Unfortunately, Kenny's earlier concerns about Ian's rough treatment of smaller kids turn out to be more than a bit prophetic. Nancy, Dave, and I begin receiving reports from the preschool teachers about Ian becoming too overbearing with their little ones upstairs. At one point we hear that he put his hands around the neck of a five-year-old boy and shook him when he wouldn't go along with Ian's plan for a castle they were building together in the block corner. Apparently this wasn't the first time, so Dave takes Ian aside and explains to him gently but firmly that if it happens again, he will lose the privilege of spending time in the preschool. Dave isn't encouraged when he gets back a defensive blast of argument and denial from his newest student.
As fate would have it, it is Dave himself who witnesses Ian's next transgression. After lunch the following day, Ian is rough-housing on the mattress upstairs with a band of four- and five-year olds. Dave has just finished eating at the teachers' table about ten feet away when he sees Ian grab another boy around the neck and begin to shake him vigorously. Ordinarily soft-spoken, Dave suddenly barks out like a drill sergeant: "IAN! I told you you weren't to do that ever again. Now go down to our classroom and stay put until I get there."
There's no argument this time. Dave clears his place and heads downstairs to deal with Ian. Deciding it's time for some stronger medicine, he tells Ian that for the next three days he will be confined to their classroom, where all the kids are his age and size.
The following morning I need to ask Dave about something, and I can't help but laugh out loud when I walk into his room. Dave and Ian are alone, the teacher in an armchair with a look of bewilderment on his face, the student at the chalkboard busily coating his palms with different colors of chalk and filling the board with handprints. A strong odor of chalk dust lingers in the air.
Still chuckling, I say to Dave, "Getting a little taste of public school teaching, eh? Imagine having to deal with this kind of captivity behavior every day."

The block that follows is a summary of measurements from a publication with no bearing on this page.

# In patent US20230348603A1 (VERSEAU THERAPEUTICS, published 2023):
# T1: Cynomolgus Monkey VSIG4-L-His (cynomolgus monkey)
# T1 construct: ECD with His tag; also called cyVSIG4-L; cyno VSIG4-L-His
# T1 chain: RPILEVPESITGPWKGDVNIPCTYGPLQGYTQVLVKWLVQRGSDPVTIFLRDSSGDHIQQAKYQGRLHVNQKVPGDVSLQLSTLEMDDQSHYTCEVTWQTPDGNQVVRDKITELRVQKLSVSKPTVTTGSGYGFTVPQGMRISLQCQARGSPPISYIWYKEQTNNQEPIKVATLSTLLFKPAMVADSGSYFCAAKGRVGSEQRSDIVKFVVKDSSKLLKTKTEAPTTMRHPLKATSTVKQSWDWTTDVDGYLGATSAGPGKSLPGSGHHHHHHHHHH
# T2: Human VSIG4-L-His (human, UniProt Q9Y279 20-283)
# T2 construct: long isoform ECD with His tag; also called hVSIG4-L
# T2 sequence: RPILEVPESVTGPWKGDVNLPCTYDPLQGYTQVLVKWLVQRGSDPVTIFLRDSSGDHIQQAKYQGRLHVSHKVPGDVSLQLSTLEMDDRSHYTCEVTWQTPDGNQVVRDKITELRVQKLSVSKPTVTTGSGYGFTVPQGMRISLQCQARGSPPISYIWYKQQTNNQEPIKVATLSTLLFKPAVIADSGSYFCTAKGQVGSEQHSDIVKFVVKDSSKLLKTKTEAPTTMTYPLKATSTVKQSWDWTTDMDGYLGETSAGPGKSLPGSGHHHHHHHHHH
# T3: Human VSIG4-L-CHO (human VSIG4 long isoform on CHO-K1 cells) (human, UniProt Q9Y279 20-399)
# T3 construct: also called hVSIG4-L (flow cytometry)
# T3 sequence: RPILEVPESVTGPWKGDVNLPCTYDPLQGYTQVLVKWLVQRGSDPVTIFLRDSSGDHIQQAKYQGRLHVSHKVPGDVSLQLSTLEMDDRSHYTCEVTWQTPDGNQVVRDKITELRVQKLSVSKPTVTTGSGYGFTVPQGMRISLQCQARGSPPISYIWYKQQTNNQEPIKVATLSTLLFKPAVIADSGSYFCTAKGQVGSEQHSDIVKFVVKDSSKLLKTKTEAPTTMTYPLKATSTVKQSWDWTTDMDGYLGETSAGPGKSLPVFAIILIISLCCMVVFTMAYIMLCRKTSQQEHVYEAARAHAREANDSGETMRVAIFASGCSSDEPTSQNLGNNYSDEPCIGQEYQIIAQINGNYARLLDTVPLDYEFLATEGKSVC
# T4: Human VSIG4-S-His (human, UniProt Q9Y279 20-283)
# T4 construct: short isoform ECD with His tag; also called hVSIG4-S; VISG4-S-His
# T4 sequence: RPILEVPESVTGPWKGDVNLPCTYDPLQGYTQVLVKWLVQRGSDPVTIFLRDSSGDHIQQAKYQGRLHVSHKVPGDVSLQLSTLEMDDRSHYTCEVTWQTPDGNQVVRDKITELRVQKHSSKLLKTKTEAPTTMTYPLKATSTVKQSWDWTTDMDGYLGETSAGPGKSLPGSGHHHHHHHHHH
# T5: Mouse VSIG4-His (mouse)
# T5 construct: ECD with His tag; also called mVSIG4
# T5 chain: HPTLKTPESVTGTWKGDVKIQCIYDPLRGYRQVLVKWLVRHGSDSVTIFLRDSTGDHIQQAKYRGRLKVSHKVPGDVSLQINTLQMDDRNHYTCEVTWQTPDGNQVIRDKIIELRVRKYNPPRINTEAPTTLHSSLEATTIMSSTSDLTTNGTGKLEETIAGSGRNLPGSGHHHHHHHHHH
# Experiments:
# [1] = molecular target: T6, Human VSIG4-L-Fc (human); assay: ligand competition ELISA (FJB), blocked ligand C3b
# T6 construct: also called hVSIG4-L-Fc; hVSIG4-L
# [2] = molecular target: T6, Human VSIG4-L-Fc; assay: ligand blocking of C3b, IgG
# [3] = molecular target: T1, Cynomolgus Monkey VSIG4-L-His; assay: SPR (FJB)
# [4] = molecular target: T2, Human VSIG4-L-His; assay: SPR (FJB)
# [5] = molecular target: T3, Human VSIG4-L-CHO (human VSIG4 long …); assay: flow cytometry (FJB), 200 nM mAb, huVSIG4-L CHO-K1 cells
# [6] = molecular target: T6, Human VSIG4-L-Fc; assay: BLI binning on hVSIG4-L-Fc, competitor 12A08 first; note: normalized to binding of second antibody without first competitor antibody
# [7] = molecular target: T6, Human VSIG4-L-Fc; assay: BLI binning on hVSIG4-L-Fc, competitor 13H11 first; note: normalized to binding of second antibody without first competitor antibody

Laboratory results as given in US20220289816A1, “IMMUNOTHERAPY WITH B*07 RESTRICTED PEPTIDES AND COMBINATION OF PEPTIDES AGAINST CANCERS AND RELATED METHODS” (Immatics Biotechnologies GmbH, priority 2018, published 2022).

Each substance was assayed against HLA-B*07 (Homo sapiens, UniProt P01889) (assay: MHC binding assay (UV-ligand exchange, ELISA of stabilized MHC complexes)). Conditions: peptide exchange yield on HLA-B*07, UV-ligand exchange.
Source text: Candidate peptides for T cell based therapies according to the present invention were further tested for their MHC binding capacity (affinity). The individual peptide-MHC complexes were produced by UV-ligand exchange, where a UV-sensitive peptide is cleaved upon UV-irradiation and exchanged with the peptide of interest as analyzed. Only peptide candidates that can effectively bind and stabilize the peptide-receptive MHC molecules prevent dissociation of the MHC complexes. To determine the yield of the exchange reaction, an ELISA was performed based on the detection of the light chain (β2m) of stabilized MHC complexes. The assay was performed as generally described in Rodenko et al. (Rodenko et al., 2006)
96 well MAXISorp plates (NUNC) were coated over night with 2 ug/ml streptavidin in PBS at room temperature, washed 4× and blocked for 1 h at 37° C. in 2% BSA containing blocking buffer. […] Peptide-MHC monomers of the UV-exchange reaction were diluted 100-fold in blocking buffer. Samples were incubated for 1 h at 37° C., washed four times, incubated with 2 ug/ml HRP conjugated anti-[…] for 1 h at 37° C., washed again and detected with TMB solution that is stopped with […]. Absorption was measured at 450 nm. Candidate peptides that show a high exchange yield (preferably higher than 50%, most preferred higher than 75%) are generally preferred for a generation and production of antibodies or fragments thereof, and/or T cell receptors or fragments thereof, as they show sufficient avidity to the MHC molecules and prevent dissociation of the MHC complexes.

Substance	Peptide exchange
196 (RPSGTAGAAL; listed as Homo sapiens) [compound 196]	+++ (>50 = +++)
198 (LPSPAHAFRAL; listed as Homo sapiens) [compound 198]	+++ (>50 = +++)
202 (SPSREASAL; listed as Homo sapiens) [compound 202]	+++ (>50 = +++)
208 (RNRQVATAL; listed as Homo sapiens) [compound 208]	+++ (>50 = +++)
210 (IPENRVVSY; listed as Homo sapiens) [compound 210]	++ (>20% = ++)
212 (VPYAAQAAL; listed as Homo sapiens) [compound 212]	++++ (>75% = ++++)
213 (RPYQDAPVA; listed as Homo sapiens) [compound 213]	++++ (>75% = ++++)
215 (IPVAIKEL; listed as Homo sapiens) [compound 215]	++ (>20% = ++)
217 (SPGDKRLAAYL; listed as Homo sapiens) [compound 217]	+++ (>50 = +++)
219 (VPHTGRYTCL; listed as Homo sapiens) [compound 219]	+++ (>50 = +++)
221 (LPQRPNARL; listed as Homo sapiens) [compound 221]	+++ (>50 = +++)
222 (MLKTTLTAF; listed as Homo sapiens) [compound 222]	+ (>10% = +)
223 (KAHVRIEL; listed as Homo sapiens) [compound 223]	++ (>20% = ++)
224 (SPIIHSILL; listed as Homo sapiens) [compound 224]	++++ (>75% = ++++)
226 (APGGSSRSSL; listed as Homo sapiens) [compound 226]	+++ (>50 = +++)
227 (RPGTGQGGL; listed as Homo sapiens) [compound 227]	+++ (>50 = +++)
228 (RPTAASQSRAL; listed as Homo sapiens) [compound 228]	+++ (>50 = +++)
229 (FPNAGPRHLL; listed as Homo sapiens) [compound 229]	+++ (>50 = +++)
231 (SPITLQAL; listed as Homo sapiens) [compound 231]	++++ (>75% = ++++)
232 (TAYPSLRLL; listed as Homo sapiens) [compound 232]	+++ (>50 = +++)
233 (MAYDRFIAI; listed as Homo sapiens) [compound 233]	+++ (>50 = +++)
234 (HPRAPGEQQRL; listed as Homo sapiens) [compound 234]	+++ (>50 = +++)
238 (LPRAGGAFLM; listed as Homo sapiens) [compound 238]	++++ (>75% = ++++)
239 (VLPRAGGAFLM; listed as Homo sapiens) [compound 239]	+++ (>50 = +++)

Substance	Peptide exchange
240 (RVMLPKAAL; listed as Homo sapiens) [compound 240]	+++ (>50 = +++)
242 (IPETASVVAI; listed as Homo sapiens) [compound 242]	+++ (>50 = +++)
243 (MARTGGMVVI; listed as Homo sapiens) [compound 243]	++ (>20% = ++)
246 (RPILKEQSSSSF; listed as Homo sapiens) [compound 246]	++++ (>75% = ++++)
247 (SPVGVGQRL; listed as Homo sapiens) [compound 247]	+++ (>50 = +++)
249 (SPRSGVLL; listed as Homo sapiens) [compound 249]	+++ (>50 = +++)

"That's okay; I'd rather not," he groans.
I direct my next question to Ian. "Brings back memories, doesn't it?"
"Yeah," he answers in a tone similar to Dave's.
Feeling sympathetic toward their sorry lot - the other kids have long since fled this dismal scene - I decide to sit down and stay a while. I want to make sure Ian understands that the keys to his freedom are in his own hands.
"What do you think, Ian?" I ask. "Are you capable of controlling yourself around the little kids, or should the upstairs teachers just tell you to stay away?"
"I promise I won't hurt them any more. Now can I get outta here?" he pleads.
"This isn't about promises," Dave interjects. "When the three days are up, the upstairs teachers and I will decide whether or not we want to trust you again. In the meantime you're gonna park yourself in here so that you get the seriousness of what you've done."
Eventually Ian is able to drop some of his defensiveness. On the second day of his "sentence," he and Dave have a good, heart-to-heart talk about Ian's problem. Ian admits that he has trouble managing his temper sometimes, and that he forgets how much bigger he is than the preschoolers. He enters into an agreement with Dave that he will never again, under any circumstances, grab a smaller child the way he did. Sensing that Ian is genuinely repentant and ready to make a growth step in this area, Dave elects to give Ian a "day off for good behavior." I don't know who is more relieved that the confinement is over.
Almost universally, the "Ritalin kids" I have dealt with over the years all have difficulty accepting limits on their behavior. It's an issue at school, and as we often learn from their parents, it is also an issue - sometimes larger, sometimes smaller - at home. The question then becomes: What is the best way to respond to these sometimes willful, uncooperative, and antisocial children, so that they don't drive us, or themselves (or both) crazy?